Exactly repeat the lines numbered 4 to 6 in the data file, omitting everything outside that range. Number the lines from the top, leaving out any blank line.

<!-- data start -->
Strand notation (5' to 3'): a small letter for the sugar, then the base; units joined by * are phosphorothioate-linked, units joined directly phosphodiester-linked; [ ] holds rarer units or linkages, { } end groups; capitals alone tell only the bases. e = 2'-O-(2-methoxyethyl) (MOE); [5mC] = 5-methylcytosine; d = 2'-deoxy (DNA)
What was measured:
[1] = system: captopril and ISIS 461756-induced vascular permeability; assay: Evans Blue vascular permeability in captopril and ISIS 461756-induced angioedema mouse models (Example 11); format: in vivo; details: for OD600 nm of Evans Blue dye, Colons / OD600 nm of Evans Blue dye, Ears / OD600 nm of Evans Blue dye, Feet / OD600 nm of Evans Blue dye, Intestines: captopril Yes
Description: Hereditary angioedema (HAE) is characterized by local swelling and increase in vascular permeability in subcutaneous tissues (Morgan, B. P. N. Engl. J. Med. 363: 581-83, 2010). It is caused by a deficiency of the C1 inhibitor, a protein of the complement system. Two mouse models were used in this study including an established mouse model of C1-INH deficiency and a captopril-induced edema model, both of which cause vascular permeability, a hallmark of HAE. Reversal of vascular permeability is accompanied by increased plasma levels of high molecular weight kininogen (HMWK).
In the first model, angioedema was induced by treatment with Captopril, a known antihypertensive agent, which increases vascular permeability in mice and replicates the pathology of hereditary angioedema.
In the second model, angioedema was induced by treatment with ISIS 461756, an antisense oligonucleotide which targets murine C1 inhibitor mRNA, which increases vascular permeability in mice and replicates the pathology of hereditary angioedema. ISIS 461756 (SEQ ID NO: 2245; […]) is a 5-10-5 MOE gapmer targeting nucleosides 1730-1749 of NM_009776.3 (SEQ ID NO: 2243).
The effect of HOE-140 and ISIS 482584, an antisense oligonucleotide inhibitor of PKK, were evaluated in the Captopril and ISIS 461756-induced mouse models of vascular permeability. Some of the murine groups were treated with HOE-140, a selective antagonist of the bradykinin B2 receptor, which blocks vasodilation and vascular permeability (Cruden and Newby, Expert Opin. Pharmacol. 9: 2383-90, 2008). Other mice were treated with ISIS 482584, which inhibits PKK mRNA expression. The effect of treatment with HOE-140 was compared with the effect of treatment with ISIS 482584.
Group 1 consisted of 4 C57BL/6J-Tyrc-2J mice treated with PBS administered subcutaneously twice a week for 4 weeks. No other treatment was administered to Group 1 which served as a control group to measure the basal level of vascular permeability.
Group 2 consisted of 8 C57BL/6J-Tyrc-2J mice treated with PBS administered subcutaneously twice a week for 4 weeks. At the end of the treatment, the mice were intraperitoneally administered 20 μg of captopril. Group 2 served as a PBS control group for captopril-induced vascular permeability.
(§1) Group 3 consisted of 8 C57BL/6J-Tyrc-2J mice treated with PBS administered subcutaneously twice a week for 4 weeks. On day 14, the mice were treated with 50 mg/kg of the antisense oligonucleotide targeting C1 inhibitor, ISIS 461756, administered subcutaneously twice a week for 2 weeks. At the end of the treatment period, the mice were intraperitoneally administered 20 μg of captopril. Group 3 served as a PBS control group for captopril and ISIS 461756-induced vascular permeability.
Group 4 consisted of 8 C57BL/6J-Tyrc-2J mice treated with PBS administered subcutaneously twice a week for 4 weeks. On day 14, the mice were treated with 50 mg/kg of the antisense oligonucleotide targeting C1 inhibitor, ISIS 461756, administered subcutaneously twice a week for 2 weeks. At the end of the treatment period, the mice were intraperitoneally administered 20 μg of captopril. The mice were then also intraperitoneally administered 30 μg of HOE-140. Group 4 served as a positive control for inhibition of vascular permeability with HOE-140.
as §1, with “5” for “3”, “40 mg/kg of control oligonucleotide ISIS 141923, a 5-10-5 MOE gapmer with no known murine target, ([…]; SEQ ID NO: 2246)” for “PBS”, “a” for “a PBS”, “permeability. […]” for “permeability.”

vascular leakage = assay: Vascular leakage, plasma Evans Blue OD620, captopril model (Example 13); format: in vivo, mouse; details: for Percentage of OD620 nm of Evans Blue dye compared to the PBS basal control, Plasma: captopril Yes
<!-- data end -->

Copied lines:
Description: Hereditary angioedema (HAE) is characterized by local swelling and increase in vascular permeability in subcutaneous tissues (Morgan, B. P. N. Engl. J. Med. 363: 581-83, 2010). It is caused by a deficiency of the C1 inhibitor, a protein of the complement system. Two mouse models were used in this study including an established mouse model of C1-INH deficiency and a captopril-induced edema model, both of which cause vascular permeability, a hallmark of HAE. Reversal of vascular permeability is accompanied by increased plasma levels of high molecular weight kininogen (HMWK).
In the first model, angioedema was induced by treatment with Captopril, a known antihypertensive agent, which increases vascular permeability in mice and replicates the pathology of hereditary angioedema.
In the second model, angioedema was induced by treatment with ISIS 461756, an antisense oligonucleotide which targets murine C1 inhibitor mRNA, which increases vascular permeability in mice and replicates the pathology of hereditary angioedema. ISIS 461756 (SEQ ID NO: 2245; […]) is a 5-10-5 MOE gapmer targeting nucleosides 1730-1749 of NM_009776.3 (SEQ ID NO: 2243).